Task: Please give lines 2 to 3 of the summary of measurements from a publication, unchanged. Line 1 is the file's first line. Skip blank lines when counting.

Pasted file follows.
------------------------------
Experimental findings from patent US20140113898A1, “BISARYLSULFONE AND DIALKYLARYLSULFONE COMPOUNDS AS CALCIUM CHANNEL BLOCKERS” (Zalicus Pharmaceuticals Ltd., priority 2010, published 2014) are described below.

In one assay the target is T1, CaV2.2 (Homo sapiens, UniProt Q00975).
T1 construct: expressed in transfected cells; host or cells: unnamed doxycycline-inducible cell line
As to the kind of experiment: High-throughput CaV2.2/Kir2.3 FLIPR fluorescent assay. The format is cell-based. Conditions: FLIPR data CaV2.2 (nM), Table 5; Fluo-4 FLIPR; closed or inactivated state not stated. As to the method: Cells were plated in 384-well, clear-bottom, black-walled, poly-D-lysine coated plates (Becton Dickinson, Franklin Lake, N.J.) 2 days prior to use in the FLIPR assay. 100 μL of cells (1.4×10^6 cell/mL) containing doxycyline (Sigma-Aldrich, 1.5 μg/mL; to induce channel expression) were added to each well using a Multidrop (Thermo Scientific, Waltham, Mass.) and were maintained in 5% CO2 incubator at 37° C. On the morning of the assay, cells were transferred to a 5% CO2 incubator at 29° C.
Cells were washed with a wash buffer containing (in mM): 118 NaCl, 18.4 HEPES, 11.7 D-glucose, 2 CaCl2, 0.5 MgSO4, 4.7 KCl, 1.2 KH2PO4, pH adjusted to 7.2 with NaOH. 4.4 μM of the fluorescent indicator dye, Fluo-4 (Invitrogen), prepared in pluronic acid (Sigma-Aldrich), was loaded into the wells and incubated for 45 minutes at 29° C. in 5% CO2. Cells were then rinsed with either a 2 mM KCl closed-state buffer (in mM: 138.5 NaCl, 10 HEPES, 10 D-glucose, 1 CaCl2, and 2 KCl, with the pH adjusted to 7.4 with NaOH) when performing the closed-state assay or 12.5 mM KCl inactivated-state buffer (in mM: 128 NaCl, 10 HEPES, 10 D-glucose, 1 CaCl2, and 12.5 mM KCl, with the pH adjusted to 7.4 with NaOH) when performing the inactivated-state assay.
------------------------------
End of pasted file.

In one assay the target is T1, CaV2.2 (Homo sapiens, UniProt Q00975).
T1 construct: expressed in transfected cells; host or cells: unnamed doxycycline-inducible cell line